So back to the title: that first term "Amalgamating" is very interesting. I came across it when I was initially asked to signify this talk back in May. This talk, by the way, is entirely based on my Dissertation which I wrote last year and defended 2 months ago at York University to earn a PhD in the Humanities. More specifically, it ideally targets the last 2 chapters where I amalgamate the three elements of sexuation, discourse theory and topology as they stood with Lacan in the early 1970's. But I didn't actually use this term there. In fact I rarely spoke of the amalgamation as such and when I did, I used perfunctory terms like "combining" and "integrating." In retrospect this is because I had not consciously set out to make an original contribution to the literature on Lacan but rather to the literature on textual interpretation which I thought would better satisfy the requirements of my degree. Accordingly, I set out to explore historical conceptions of textual meaning and ended up offering a radical alternative – namely, the suspension of meaning – which was done precisely by amalgamating these three Lacanian elements. The amalgamation of Lacan thus functions as a vehicle for the official aim of the Dissertation which concerns itself above all with meaning. But now that the amalgamation has become consciously centered in my mind, it's become an end in itself, and what continuously surprises me is how this end – which itself has no meaning – came about only because of a concern for meaning. So its entirely appropriate that it initially functioned as a means to another end, and also that I stumbled upon the term amalgamation whose root term amalgam cannot but bring to mind Mercury, the Roman messenger of the gods. Here is the original interpreter whose task was to render the strange pronouncements of the gods into meaningful understanding for us mortals. What Mercury thereby marks for us is the fact that already at the dawn of history there is a struggle with meaning and one that has been ongoing to this very day despite Lacan having revealed to us its suspension point. After the break I'll discuss my own efforts to rigorously and systematically demonstrate this point, but I'd like to first contextualize Lacan's thoughts on meaning so we can better appreciate his historically unprecedented accomplishment.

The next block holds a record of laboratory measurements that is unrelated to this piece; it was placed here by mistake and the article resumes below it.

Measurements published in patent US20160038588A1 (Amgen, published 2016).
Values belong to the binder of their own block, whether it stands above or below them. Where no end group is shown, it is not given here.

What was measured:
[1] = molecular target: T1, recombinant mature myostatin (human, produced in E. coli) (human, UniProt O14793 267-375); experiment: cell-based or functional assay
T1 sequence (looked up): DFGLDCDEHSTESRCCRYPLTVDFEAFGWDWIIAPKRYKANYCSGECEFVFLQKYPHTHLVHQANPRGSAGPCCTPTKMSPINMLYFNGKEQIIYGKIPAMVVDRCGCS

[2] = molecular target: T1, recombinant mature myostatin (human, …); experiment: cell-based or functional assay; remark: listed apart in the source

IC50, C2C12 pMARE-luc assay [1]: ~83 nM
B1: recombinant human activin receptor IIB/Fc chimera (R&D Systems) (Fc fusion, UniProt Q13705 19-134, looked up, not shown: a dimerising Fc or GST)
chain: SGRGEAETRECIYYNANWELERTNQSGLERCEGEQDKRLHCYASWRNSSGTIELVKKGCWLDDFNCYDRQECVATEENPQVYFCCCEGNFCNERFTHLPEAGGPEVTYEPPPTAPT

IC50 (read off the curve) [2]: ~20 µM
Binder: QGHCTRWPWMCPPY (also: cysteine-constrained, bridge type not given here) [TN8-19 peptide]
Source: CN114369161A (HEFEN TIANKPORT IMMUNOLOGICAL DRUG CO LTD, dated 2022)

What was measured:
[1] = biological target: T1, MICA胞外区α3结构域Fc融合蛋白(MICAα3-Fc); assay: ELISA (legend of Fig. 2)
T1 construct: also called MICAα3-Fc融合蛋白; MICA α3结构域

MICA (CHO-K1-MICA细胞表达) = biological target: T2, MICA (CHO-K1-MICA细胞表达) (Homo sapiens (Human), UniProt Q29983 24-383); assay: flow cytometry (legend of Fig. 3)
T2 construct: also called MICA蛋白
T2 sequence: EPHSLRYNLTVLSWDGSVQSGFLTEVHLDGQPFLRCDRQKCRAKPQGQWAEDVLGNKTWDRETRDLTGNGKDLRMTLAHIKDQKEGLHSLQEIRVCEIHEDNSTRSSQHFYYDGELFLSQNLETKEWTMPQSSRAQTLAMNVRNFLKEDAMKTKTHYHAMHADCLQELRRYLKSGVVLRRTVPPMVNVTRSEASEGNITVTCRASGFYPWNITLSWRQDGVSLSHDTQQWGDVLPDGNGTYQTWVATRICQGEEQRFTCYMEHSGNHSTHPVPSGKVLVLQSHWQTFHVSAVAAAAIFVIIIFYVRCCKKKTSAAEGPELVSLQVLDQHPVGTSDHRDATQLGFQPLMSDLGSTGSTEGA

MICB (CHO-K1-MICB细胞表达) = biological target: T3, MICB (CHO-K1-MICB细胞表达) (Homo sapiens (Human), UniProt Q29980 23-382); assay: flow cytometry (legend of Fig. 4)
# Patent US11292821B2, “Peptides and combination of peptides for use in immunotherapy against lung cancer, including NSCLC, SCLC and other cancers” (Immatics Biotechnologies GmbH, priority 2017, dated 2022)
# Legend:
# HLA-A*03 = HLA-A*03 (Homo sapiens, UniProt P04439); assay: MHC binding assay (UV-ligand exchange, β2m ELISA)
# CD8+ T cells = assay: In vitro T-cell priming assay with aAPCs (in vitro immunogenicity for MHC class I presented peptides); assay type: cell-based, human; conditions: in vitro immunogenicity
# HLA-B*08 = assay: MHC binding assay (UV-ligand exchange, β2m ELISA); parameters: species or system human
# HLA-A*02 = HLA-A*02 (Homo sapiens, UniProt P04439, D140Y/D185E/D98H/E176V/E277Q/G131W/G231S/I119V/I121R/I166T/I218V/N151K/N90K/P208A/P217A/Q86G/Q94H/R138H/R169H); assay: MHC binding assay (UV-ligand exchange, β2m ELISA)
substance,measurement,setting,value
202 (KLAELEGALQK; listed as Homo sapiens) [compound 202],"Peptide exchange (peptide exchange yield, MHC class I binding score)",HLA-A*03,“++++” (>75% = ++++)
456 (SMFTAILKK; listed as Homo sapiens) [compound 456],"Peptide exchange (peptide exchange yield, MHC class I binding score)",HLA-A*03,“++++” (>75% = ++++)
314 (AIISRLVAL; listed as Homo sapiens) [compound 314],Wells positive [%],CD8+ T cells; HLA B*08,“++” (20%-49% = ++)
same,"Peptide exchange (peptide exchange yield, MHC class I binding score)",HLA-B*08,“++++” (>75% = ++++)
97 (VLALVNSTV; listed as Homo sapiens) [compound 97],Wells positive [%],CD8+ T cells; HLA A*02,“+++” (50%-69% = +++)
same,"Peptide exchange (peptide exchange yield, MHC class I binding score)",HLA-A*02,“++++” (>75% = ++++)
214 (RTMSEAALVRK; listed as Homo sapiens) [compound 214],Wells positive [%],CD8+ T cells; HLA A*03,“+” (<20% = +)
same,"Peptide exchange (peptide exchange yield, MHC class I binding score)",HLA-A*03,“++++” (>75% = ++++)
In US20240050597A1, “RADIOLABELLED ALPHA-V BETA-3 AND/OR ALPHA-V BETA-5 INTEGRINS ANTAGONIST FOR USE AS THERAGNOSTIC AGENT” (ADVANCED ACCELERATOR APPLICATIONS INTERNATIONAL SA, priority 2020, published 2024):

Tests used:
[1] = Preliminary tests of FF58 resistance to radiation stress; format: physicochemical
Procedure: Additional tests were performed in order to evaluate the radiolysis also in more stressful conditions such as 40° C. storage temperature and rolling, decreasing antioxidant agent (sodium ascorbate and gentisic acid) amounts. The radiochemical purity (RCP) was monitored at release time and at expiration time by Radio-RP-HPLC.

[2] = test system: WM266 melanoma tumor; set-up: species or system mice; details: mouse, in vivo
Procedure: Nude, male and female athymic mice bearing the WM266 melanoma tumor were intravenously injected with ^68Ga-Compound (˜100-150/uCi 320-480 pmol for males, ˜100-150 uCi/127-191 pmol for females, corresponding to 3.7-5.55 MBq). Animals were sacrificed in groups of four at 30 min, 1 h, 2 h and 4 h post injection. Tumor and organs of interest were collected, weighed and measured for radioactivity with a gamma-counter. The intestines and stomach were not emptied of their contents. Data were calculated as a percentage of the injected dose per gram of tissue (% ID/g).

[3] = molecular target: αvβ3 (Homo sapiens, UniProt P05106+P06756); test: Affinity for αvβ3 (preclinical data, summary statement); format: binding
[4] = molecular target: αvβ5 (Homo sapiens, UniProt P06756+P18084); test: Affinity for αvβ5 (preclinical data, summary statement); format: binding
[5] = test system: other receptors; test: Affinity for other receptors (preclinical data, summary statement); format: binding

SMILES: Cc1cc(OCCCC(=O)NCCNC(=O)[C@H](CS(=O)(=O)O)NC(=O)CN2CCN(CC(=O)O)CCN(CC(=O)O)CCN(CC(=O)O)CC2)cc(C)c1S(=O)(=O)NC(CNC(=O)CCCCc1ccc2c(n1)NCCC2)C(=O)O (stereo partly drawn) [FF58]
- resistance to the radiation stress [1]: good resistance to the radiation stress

slide plotting historical timeline of Lacan's and Heidegger's careers; Reformation and Romanticism also plotted; other text includes: meaning qua object, meaning qua medium, hermeneutical circle, part-whole, hermeneutical phenonmenology, 1933 to mid-1950s herm phen, mid-1950s-60s post-structuralism, 1960s-1981 non-herm phen, 16th c., 19th c., 20th c.